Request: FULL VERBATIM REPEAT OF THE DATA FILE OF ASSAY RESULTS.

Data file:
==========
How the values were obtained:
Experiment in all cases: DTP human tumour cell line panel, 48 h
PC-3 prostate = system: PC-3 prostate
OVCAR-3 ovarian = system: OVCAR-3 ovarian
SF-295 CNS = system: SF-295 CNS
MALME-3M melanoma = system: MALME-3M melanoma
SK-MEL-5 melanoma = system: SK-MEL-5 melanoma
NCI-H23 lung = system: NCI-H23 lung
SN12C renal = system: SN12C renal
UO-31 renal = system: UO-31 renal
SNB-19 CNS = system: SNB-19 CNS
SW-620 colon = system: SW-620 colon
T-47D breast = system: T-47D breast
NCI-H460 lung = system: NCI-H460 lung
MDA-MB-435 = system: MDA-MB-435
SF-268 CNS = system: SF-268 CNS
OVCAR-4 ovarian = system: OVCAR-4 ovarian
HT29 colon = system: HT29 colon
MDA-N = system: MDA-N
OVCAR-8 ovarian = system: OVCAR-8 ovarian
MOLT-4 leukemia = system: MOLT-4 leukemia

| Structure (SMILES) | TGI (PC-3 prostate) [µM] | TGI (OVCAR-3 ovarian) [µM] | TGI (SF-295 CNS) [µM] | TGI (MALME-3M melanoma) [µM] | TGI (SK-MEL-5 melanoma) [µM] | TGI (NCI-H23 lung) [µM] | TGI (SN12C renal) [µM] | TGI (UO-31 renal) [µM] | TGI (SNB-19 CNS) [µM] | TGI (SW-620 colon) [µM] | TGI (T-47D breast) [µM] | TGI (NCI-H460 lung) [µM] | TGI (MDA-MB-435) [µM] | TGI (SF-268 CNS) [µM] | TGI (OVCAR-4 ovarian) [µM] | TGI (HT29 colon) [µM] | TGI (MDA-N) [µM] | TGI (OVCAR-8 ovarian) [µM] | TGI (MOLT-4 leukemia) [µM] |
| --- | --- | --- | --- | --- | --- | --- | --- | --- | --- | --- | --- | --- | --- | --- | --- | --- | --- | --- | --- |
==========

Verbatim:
How the values were obtained:
Experiment in all cases: DTP human tumour cell line panel, 48 h
PC-3 prostate = system: PC-3 prostate
OVCAR-3 ovarian = system: OVCAR-3 ovarian
SF-295 CNS = system: SF-295 CNS
MALME-3M melanoma = system: MALME-3M melanoma
SK-MEL-5 melanoma = system: SK-MEL-5 melanoma
NCI-H23 lung = system: NCI-H23 lung
SN12C renal = system: SN12C renal
UO-31 renal = system: UO-31 renal
SNB-19 CNS = system: SNB-19 CNS
SW-620 colon = system: SW-620 colon
T-47D breast = system: T-47D breast
NCI-H460 lung = system: NCI-H460 lung
MDA-MB-435 = system: MDA-MB-435
SF-268 CNS = system: SF-268 CNS
OVCAR-4 ovarian = system: OVCAR-4 ovarian
HT29 colon = system: HT29 colon
MDA-N = system: MDA-N
OVCAR-8 ovarian = system: OVCAR-8 ovarian
MOLT-4 leukemia = system: MOLT-4 leukemia

| Structure (SMILES) | TGI (PC-3 prostate) [µM] | TGI (OVCAR-3 ovarian) [µM] | TGI (SF-295 CNS) [µM] | TGI (MALME-3M melanoma) [µM] | TGI (SK-MEL-5 melanoma) [µM] | TGI (NCI-H23 lung) [µM] | TGI (SN12C renal) [µM] | TGI (UO-31 renal) [µM] | TGI (SNB-19 CNS) [µM] | TGI (SW-620 colon) [µM] | TGI (T-47D breast) [µM] | TGI (NCI-H460 lung) [µM] | TGI (MDA-MB-435) [µM] | TGI (SF-268 CNS) [µM] | TGI (OVCAR-4 ovarian) [µM] | TGI (HT29 colon) [µM] | TGI (MDA-N) [µM] | TGI (OVCAR-8 ovarian) [µM] | TGI (MOLT-4 leukemia) [µM] |
| --- | --- | --- | --- | --- | --- | --- | --- | --- | --- | --- | --- | --- | --- | --- | --- | --- | --- | --- | --- |